The King has undertaken his first official engagement since his coronation by breaking ground for a new laboratory aimed at speeding up the development of net zero aviation.
The 74-year-old toured Cambridge University’s Whittle Laboratory, which recently secured funding to develop a new £58m lab.
Walking to perform the ceremonial breaking of the ground, where a lump of mud was already visible on the grass, The King joked: “I don’t suppose it’s already been done?”
He added: “It’s very unfair. I was rather looking forward to doing a bit of gardening.”
The King then sank the spade into the earth, used his foot to lift a lump of turf out, raised the spade aloft and jammed it into the ground, leaving it standing.
He then walked to the stage to give a short speech, saying: “I really wanted just to express my enormous admiration of what (director of the Whittle Laboratory) Rob Miller is doing here with the Whittle and his remarkable team.
“And of course the key exercise of all this is to keep the team in being and expand it, but not lose all these remarkable people who have the innovative capacity and the engineering skills to help lead what we need so badly and so urgently in order to save this planet from increasing catastrophe.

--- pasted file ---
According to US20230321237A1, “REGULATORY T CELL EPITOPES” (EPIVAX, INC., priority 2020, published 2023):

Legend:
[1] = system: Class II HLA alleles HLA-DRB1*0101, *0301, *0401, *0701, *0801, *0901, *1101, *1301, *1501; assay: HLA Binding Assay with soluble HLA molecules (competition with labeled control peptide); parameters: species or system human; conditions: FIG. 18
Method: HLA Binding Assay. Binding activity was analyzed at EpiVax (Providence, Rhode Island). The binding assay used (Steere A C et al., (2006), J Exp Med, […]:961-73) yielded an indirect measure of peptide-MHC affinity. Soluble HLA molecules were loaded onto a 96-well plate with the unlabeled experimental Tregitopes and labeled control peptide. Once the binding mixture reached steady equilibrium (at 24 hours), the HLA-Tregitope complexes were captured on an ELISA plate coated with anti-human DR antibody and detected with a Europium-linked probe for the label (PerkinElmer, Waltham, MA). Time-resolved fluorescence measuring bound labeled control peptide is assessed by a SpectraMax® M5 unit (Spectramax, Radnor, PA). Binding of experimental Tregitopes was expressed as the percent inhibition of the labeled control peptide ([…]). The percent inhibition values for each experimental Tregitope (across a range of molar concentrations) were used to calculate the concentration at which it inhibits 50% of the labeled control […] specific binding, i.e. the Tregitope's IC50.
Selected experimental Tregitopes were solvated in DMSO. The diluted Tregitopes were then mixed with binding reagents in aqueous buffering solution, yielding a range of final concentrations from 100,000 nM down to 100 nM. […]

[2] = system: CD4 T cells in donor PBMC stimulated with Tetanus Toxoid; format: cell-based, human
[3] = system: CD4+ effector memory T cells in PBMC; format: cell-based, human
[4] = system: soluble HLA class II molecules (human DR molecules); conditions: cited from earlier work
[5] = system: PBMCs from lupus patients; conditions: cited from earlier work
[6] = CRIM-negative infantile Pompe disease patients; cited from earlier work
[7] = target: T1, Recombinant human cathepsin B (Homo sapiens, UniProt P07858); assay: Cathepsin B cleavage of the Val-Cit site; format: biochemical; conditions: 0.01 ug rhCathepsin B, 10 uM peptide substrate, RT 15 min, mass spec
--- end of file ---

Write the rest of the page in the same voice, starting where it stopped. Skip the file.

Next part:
“And of course the aviation sector is critical in all this.”
He also met leaders from the aviation industry and from government, including Energy Secretary Grant Shapps and science minister George Freeman.
The new Whittle Laboratory is designed to become the leading global centre for innovation in net zero aviation and energy by halving the time it takes to develop key net zero technologies, which can typically take six to eight years to reach the point of being considered for commercial use.